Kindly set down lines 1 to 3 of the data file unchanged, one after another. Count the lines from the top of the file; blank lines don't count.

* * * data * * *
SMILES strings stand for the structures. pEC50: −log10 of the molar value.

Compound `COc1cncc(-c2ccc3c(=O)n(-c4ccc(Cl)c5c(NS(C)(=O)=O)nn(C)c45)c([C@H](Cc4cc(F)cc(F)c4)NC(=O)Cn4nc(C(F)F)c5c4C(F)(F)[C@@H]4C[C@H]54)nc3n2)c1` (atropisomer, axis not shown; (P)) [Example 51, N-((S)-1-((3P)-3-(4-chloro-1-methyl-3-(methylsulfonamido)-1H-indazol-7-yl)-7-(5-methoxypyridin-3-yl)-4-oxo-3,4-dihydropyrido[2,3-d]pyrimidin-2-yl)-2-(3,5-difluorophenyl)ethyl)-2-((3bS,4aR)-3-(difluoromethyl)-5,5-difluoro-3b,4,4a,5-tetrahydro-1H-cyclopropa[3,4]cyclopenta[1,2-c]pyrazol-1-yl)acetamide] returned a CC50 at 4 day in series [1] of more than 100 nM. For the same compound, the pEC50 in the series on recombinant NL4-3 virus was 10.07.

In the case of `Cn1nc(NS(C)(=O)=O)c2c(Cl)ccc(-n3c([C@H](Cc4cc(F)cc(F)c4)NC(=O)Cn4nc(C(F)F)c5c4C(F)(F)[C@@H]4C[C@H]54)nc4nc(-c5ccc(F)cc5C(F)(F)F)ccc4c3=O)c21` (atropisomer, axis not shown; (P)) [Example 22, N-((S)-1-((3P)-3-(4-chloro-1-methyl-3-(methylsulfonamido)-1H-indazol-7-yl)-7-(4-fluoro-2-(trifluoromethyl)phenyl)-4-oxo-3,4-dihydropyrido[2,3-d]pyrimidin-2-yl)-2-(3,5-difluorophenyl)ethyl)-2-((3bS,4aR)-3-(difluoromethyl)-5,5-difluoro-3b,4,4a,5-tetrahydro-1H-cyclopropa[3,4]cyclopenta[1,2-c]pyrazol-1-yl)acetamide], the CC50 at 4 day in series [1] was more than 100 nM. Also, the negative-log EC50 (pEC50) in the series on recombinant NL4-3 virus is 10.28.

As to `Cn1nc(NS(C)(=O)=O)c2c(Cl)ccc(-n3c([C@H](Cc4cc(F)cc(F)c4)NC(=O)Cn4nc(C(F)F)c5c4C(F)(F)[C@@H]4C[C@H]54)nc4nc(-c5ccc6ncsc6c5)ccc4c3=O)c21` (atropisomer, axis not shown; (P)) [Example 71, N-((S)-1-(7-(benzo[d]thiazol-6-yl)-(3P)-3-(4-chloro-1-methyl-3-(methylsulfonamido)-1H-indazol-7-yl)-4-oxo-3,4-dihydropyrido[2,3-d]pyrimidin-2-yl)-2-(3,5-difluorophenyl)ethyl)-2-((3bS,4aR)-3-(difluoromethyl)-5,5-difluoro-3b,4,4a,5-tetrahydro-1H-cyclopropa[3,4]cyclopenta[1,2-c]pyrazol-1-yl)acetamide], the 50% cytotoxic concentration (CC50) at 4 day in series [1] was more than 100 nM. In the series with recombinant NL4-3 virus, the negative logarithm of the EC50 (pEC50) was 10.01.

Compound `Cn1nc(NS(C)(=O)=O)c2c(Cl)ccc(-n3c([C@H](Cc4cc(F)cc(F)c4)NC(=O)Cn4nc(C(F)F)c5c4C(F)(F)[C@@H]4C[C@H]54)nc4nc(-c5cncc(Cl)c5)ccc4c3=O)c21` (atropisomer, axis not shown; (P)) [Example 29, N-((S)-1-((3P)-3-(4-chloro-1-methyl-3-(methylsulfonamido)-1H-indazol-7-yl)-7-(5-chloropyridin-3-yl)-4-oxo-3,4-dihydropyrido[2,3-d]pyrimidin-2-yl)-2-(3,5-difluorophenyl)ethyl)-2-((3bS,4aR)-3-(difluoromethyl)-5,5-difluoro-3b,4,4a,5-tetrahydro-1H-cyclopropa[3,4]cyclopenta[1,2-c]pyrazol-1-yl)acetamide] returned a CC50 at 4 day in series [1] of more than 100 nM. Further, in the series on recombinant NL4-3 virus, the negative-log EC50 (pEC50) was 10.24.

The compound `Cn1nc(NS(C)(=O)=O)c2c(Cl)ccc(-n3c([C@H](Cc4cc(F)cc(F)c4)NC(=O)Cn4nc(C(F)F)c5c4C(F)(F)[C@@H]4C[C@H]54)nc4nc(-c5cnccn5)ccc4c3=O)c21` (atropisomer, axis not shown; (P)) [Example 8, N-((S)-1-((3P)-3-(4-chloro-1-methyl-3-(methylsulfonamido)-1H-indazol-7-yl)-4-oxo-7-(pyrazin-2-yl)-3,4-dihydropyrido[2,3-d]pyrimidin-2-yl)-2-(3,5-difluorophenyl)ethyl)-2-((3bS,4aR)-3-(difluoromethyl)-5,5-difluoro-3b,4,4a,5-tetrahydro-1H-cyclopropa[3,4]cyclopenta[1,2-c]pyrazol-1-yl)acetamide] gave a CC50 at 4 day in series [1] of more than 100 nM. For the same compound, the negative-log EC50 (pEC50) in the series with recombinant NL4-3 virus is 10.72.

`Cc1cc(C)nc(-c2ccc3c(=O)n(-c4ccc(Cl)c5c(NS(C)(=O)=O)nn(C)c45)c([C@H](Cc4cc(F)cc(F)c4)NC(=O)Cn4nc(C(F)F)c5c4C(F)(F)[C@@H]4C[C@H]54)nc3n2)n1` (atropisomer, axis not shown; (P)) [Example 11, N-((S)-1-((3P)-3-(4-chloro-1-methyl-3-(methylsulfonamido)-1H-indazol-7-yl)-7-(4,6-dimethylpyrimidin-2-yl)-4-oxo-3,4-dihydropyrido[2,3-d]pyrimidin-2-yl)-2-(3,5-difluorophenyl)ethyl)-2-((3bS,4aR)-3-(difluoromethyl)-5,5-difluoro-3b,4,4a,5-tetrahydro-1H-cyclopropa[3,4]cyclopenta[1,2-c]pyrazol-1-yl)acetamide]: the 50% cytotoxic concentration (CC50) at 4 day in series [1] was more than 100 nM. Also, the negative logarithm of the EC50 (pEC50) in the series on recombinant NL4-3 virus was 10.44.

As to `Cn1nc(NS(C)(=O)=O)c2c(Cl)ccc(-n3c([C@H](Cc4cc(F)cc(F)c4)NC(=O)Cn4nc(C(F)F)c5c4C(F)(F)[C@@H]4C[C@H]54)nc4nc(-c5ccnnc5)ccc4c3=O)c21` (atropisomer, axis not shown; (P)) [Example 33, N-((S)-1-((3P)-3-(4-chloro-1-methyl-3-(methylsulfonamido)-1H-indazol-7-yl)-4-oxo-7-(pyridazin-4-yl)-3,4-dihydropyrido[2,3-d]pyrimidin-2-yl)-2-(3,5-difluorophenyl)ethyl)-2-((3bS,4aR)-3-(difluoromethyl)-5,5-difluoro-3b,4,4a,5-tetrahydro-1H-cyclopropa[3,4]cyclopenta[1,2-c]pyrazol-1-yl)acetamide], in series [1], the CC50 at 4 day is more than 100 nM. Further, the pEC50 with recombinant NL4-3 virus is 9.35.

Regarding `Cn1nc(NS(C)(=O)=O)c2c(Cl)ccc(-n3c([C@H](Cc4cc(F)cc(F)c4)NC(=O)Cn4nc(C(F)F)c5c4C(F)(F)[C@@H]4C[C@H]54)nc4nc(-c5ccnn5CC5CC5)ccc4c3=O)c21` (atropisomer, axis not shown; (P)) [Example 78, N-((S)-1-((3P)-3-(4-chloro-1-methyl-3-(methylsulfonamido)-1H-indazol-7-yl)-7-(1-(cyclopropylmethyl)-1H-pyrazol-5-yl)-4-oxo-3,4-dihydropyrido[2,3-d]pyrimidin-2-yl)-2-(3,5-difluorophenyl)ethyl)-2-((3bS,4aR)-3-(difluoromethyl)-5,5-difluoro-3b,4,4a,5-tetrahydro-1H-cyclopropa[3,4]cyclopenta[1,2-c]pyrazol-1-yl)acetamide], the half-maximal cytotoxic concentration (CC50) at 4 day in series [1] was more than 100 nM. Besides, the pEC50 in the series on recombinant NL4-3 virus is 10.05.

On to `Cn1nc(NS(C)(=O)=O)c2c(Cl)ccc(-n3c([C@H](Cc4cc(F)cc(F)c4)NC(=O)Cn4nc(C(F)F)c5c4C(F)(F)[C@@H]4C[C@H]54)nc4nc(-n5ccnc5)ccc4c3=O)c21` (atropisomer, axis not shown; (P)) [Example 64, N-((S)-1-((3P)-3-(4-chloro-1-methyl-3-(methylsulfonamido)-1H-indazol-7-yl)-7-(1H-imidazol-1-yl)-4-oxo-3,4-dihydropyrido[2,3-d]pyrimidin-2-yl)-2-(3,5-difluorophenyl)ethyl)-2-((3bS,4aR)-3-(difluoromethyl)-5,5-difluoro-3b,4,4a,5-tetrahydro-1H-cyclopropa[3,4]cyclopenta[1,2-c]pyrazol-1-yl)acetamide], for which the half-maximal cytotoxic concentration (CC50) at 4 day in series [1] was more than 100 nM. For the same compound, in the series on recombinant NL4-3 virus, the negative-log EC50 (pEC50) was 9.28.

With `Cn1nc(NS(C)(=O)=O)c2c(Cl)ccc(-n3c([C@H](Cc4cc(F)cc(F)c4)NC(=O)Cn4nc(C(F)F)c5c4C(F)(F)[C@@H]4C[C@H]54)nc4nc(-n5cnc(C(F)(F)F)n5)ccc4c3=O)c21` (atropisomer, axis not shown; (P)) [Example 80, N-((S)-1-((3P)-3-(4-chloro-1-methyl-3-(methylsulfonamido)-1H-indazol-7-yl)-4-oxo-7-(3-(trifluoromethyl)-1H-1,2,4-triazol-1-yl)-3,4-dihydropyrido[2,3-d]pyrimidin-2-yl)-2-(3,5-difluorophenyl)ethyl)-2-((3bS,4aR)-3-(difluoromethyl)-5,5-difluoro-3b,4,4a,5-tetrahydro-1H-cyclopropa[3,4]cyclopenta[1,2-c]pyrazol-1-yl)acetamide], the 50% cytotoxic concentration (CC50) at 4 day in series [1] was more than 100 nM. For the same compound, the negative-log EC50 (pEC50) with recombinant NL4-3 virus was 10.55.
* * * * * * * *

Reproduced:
SMILES strings stand for the structures. pEC50: −log10 of the molar value.

Compound `COc1cncc(-c2ccc3c(=O)n(-c4ccc(Cl)c5c(NS(C)(=O)=O)nn(C)c45)c([C@H](Cc4cc(F)cc(F)c4)NC(=O)Cn4nc(C(F)F)c5c4C(F)(F)[C@@H]4C[C@H]54)nc3n2)c1` (atropisomer, axis not shown; (P)) [Example 51, N-((S)-1-((3P)-3-(4-chloro-1-methyl-3-(methylsulfonamido)-1H-indazol-7-yl)-7-(5-methoxypyridin-3-yl)-4-oxo-3,4-dihydropyrido[2,3-d]pyrimidin-2-yl)-2-(3,5-difluorophenyl)ethyl)-2-((3bS,4aR)-3-(difluoromethyl)-5,5-difluoro-3b,4,4a,5-tetrahydro-1H-cyclopropa[3,4]cyclopenta[1,2-c]pyrazol-1-yl)acetamide] returned a CC50 at 4 day in series [1] of more than 100 nM. For the same compound, the pEC50 in the series on recombinant NL4-3 virus was 10.07.

In the case of `Cn1nc(NS(C)(=O)=O)c2c(Cl)ccc(-n3c([C@H](Cc4cc(F)cc(F)c4)NC(=O)Cn4nc(C(F)F)c5c4C(F)(F)[C@@H]4C[C@H]54)nc4nc(-c5ccc(F)cc5C(F)(F)F)ccc4c3=O)c21` (atropisomer, axis not shown; (P)) [Example 22, N-((S)-1-((3P)-3-(4-chloro-1-methyl-3-(methylsulfonamido)-1H-indazol-7-yl)-7-(4-fluoro-2-(trifluoromethyl)phenyl)-4-oxo-3,4-dihydropyrido[2,3-d]pyrimidin-2-yl)-2-(3,5-difluorophenyl)ethyl)-2-((3bS,4aR)-3-(difluoromethyl)-5,5-difluoro-3b,4,4a,5-tetrahydro-1H-cyclopropa[3,4]cyclopenta[1,2-c]pyrazol-1-yl)acetamide], the CC50 at 4 day in series [1] was more than 100 nM. Also, the negative-log EC50 (pEC50) in the series on recombinant NL4-3 virus is 10.28.